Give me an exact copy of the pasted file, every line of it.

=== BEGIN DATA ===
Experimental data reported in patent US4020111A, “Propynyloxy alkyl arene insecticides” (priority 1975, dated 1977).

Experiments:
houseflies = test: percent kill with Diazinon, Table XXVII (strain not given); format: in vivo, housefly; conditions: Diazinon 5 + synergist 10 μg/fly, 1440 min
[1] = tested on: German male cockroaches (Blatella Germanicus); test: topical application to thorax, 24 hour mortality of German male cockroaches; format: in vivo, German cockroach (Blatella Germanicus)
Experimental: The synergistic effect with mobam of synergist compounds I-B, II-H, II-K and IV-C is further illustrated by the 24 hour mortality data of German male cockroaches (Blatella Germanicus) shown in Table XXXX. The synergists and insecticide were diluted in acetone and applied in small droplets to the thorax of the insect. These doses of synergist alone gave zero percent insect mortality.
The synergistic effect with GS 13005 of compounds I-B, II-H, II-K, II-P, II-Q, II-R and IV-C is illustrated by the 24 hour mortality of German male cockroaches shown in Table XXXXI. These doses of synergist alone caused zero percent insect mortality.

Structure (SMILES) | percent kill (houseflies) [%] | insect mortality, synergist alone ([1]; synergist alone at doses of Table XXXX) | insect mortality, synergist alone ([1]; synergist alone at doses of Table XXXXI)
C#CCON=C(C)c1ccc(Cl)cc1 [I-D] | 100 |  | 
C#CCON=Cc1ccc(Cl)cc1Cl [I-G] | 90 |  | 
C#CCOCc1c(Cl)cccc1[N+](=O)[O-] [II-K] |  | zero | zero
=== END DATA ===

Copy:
Experimental data reported in patent US4020111A, “Propynyloxy alkyl arene insecticides” (priority 1975, dated 1977).

Experiments:
houseflies = test: percent kill with Diazinon, Table XXVII (strain not given); format: in vivo, housefly; conditions: Diazinon 5 + synergist 10 μg/fly, 1440 min
[1] = tested on: German male cockroaches (Blatella Germanicus); test: topical application to thorax, 24 hour mortality of German male cockroaches; format: in vivo, German cockroach (Blatella Germanicus)
Experimental: The synergistic effect with mobam of synergist compounds I-B, II-H, II-K and IV-C is further illustrated by the 24 hour mortality data of German male cockroaches (Blatella Germanicus) shown in Table XXXX. The synergists and insecticide were diluted in acetone and applied in small droplets to the thorax of the insect. These doses of synergist alone gave zero percent insect mortality.
The synergistic effect with GS 13005 of compounds I-B, II-H, II-K, II-P, II-Q, II-R and IV-C is illustrated by the 24 hour mortality of German male cockroaches shown in Table XXXXI. These doses of synergist alone caused zero percent insect mortality.

Structure (SMILES) | percent kill (houseflies) [%] | insect mortality, synergist alone ([1]; synergist alone at doses of Table XXXX) | insect mortality, synergist alone ([1]; synergist alone at doses of Table XXXXI)
C#CCON=C(C)c1ccc(Cl)cc1 [I-D] | 100 |  | 
C#CCON=Cc1ccc(Cl)cc1Cl [I-G] | 90 |  | 
C#CCOCc1c(Cl)cccc1[N+](=O)[O-] [II-K] |  | zero | zero